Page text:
People who have recorded his life paid tribute, including Ali’s friend and noted photographer Howard Bingham and screenwriter Greg Howard, who wrote “Ali,” the film.

Figures from the world of sports in attendance included former heavyweight boxing champ Lennox Lewis, University of Kentucky basketball coach John Calipari and Angelo Dundee, Ali’s trainer, who is now 90 years old. And other public figures spoke — among them Kentucky Gov. Steve Beshear, Rep. John Yarmuth and Louisville Mayor Greg Fischer. They all talked about what Ali means to them and why.

But, as always, the most moving moments in the evening came when you least expected them.

A strapping man took the podium. Troy Yocum told us that when he was a teenager, his mother bought him a poster of Ali and explained to him how hard Ali worked to beat the odds to become the champ. Yocum’s mother, he said, hoped it would inspire her son to overcome some of the obstacles in his life. Each time he became discouraged, he stood by the poster and got a dose of Ali inspiration.

Now a soldier back from fighting in a distant war with his American brothers and sisters, Yocum told us how looking at the poster in his tent reinforced his courage to go out and fight the next morning.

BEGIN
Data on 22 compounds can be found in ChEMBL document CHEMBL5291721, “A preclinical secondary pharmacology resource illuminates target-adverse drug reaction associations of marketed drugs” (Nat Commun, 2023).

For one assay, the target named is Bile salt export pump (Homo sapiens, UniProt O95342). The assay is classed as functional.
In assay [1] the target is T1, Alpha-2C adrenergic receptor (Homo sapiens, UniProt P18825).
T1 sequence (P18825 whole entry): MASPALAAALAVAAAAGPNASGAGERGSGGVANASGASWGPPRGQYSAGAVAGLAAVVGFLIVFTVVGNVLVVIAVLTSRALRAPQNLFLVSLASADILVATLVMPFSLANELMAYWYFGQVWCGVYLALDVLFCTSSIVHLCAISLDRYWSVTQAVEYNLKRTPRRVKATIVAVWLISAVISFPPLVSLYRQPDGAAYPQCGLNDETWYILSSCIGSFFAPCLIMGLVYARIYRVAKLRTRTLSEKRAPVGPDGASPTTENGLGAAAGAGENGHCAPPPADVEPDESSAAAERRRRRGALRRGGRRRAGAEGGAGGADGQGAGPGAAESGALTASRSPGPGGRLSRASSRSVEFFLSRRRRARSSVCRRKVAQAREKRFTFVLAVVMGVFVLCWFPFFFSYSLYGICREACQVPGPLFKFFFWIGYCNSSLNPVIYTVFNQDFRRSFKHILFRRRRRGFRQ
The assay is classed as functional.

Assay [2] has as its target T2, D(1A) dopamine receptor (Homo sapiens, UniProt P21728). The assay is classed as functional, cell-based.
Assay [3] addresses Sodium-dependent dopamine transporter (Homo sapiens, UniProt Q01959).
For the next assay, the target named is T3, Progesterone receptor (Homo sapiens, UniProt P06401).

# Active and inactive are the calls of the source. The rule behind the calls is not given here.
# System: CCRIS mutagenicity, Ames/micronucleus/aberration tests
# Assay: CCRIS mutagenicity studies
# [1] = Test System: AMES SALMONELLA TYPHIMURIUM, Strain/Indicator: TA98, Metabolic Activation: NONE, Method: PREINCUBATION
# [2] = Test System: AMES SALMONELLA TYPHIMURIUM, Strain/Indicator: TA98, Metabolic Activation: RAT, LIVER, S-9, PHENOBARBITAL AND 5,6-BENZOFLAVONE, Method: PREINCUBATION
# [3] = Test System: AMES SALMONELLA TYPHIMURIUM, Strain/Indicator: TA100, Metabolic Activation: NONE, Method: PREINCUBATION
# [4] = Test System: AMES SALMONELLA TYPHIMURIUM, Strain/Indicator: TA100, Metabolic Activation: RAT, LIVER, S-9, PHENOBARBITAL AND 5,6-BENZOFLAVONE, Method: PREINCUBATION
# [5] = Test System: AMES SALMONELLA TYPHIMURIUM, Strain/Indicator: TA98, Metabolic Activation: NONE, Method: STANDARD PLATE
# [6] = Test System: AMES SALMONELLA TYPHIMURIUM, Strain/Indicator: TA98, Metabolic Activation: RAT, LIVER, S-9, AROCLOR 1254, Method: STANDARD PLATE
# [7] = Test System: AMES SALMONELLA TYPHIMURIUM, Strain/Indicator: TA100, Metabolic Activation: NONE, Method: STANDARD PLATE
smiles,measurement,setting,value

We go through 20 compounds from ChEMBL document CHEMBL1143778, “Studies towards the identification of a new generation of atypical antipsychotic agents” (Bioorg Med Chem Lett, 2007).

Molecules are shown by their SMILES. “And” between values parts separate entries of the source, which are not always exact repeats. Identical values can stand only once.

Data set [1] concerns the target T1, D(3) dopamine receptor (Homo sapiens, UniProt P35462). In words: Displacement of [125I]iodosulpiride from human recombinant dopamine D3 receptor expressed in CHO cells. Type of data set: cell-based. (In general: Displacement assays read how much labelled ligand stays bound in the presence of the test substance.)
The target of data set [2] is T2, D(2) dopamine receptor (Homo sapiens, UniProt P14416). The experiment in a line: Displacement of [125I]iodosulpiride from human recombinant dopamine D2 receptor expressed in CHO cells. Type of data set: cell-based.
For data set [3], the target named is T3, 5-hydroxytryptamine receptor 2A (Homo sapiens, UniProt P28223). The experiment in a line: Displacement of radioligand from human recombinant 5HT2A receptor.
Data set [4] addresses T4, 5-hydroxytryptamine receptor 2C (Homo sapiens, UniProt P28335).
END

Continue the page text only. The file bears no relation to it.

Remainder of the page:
Also there that night were Josh Fattal, Shane Bauer and Sarah Shourd, the three American hikers imprisoned in Iran in July 2009. (Shroud was released in September 2010 after 14 months; Fattal and Bauer were held until late September.) On Saturday, they told the crowd in Louisville that their devastated spirits had been lifted when they heard that Ali had led a prominent group of American Muslims to enter the negotiations for their freedom.

At one point, 15 young adults took the stage. They are benefiting from the outstanding youth programs that are part of Ali’s continually expanding legacy at the Ali Center in Louisville. They announced 15 rounds, as in a boxing match. Each of them announced a round, followed by one of the varied contributions Ali has made to the world. When they got to Round 15, they all said “Happy Birthday, Muhammad Ali!”